Spotting of any first generation Scirocco is cause for celebration these days. Styled by the legendary Giugiaro, the front drive, watercooled sport coupe brought Volkswagen into a new market, ostensibly replacing the Karmann Ghia. While underneath the slinky 2-door body was relatively pedestrian underpinnings of the Mk.1 Golf/Rabbit, the styling of the Italian giant brought a level of prestige to the budget economy range. Some 42 years after it originally launched, the short and squat Scirocco still looks unique and different, a perfect combination of curves and angles that makes me smile every time one crosses my path:

CLICK FOR DETAILS: 1981 Volkswagen Scirocco on Seattle Craigslist

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Feature Listing: 1980 Volkswagen Dasher Diesel Wagon

Long before “Dieselgate” and the unceremonious admission of Volkswagen about cheating on emissions testing, Volkswagen struggled with the image of diesel. The problem wasn’t as much air pollution – there was plenty of that – but it was that diesels were noisy and slow. How slow? Well, consider today’s 1980 Dasher Diesel Wagon, whose 1.5 inline-4 mill produced a twig-snapping 48 horsepower. Despite the relative light weight at only 2,500 lbs, the Dasher Diesel literally and figuratively lacked spark as it’s near 20-second 0-60 time proved. As gas prices fell and fuel injected gasoline engines became ever more efficient (and powerful), the gap between the fuel mileage to the diesels narrowed as the perceived benefit gulf of purchasing petrol widened. However, nearly 30 years before the introduction of the “Sport Wagon” TDi, you can still see the spiritual basis for Volkswagen’s popular 5-door diesel configuration.

The other day, a gentleman pulled up to me right after I parked my Passat. He rolled down the window and asked if I liked the car, then mentioned that it was lovely. I thanked him and said that I loved the car. Sure, even over a decade on B5.5 generation Passat Variants are a dime a dozen around the streets of New England. But while the B5.5 was by far the most popular choice for German wagons in the early 2000s, it wouldn’t be possible without the B1. Styled by Giugiaro, the new chassis completely redefined the platform for Volkswagen. It was followed by the niche but popular B2 (Quantum in the U.S.), then the odd-yet-cool B3, the more traditional B4 and finally the popular B5/5.5 chassis. With some sadness, the B6 would be the last wagon form of the Passat for U.S. customers, but it went out with a bang – being offered in 3.6 VR6 with 4Motion all-wheel drive. It was about as far from the original B1 as you could get, but the mission of each was the same and they were representative of their times. “We think you’ll agree Dasher is setting new standards for roomy wagons, with elegant appointments and fittings” touted the 1980 brochure, and it’s hard to argue that for some time the Passat was the best value not only in German wagons, but perhaps in family vehicles in total. While they were loved by their respective owner pools, they were also used, and each subsequent generation is steadily becoming more infrequent to see. B5s have already started to disappear while B4s rust away. B3s are downright rare, but not nearly as much as clean B2s. But a clean B1? I’d bet you could count the number of examples in this condition remaining on one hand:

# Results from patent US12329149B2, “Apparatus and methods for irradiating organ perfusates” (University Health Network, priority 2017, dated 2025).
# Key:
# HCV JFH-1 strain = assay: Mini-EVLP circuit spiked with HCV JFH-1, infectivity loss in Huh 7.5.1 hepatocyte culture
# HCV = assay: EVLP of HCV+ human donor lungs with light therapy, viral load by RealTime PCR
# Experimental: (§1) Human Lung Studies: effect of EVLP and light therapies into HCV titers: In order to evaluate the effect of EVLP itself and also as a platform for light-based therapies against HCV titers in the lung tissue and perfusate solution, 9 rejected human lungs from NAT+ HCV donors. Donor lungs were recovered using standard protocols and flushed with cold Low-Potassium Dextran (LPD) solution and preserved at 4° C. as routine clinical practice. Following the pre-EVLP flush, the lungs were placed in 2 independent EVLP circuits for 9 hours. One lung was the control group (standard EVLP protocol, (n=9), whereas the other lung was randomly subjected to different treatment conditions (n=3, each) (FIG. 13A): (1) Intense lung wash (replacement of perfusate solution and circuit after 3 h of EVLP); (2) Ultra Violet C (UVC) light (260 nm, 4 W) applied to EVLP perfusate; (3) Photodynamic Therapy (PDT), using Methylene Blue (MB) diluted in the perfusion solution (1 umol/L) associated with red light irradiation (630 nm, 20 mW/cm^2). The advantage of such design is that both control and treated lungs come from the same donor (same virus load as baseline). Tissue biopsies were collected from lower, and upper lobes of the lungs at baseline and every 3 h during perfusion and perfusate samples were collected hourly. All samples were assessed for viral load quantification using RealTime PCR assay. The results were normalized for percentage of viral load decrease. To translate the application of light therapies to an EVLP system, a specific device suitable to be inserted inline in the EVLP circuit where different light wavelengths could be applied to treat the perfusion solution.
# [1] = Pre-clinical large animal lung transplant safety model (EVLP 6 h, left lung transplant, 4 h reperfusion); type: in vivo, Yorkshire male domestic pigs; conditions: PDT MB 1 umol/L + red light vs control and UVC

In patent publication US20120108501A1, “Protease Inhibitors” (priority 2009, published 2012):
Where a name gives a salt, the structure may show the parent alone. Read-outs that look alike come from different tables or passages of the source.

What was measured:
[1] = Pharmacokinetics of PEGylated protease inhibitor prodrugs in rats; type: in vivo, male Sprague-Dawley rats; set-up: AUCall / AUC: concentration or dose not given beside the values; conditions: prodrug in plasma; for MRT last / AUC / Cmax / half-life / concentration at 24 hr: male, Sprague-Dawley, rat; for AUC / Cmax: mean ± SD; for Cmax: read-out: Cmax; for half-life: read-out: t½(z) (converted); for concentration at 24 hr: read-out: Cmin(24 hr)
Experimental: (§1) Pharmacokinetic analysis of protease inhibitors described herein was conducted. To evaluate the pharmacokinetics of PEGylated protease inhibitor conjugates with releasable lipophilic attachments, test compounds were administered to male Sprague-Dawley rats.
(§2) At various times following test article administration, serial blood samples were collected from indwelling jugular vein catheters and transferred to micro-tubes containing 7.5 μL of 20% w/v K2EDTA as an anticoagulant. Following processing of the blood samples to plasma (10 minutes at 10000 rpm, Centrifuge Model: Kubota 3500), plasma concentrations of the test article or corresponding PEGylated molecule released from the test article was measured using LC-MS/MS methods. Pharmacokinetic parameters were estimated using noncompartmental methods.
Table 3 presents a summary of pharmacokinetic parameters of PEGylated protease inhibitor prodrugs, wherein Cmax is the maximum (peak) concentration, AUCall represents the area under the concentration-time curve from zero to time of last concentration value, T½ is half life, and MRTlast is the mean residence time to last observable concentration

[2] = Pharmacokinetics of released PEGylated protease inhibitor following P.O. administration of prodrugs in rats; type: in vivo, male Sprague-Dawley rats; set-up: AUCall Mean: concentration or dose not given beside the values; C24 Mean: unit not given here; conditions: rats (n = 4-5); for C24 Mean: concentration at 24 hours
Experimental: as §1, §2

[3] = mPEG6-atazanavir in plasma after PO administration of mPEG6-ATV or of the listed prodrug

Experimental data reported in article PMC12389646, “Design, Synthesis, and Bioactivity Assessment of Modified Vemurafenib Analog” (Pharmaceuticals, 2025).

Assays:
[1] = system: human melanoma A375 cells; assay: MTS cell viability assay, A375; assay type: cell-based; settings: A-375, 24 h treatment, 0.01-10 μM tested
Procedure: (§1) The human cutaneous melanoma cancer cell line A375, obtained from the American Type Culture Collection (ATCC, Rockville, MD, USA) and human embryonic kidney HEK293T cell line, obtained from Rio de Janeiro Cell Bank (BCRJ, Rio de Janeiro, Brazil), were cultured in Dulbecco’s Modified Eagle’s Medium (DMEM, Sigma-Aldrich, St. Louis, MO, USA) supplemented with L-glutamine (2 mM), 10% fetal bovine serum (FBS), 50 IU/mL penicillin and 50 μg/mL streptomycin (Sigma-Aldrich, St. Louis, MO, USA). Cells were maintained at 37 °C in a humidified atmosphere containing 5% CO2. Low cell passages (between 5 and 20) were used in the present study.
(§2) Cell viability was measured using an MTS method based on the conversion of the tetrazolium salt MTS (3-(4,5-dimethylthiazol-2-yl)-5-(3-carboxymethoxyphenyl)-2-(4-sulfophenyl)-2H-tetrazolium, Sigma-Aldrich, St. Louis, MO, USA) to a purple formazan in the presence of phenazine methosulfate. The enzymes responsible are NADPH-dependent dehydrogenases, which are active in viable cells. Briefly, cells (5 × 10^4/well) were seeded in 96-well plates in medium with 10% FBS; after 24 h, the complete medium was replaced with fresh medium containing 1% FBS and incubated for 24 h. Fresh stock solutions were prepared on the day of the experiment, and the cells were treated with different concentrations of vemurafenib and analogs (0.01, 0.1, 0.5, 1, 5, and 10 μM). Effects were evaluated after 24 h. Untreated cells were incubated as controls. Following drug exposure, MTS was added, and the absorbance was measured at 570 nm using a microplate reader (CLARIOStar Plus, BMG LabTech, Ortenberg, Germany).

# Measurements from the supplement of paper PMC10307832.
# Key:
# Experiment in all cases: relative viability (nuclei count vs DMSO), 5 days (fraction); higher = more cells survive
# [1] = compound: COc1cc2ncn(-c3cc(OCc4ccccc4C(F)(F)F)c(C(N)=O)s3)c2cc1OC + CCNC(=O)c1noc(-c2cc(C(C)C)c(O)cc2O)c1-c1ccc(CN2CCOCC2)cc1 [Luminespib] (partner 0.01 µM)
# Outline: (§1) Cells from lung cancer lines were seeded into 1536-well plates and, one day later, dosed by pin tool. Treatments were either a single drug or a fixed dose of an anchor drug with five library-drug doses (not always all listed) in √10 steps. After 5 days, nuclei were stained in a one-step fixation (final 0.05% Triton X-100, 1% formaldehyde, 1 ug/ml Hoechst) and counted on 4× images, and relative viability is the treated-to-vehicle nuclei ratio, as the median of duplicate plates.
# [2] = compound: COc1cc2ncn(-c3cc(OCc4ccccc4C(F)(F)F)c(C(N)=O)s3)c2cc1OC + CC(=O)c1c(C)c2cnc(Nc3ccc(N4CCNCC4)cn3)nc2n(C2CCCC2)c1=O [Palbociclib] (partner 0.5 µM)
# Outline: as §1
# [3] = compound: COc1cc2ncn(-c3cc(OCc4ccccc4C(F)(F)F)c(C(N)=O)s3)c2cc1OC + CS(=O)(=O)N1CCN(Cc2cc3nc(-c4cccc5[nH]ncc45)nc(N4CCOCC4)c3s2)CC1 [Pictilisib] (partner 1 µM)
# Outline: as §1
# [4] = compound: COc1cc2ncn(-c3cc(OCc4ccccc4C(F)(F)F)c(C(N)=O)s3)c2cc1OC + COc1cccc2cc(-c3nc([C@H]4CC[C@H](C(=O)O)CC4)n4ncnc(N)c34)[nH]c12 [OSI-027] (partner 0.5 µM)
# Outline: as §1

CLICK FOR DETAILS: 1980 Volkswagen Dasher Diesel Wagon on Cleveland Craigslist

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1986 Audi Coupe GT Commemorative Edition

I know, I know – another Audi B2 post. But hey, we hear about every single variant of 911 all the time too, and since I love the GTs I think they deserve to be showcased. There weren’t many special editions of the GT produced, but in 1986 Audi made an entire run of “Commemorative Design” cars. The 4000CS, 4000CS quattro, Coupe GT and 5000 models all got special upgrades and each were slightly different. The closest were the 4000 quattro and Coupe GT, which shared paint colors and interiors. The exteriors were either Graphite Metallic or Alpine White, but inside they shared the same lipstick red “Mouton” leather. While the quattro got the slightly uprated JT code 115 horsepower inline-5, the GT relied on the “KX” code motor with 110 ponies. The difference lay in the exhaust manifold; the GT unit was a 5-1 cast manifold, while the quattro had a beefier 5-3-1 exit, along with a larger diameter exhaust. However, the lighter GT was quicker than the all wheel drive variant; and thanks to the nature of the GT versus the quattro market, more of the special 1986 models have survived. The ’86 CE models also received the notorious digital dash, and if you selected Alpine White, they had color matched wheels, mirrors and rear spoiler. The color combination really makes the sharp Giugiaro lines stand out: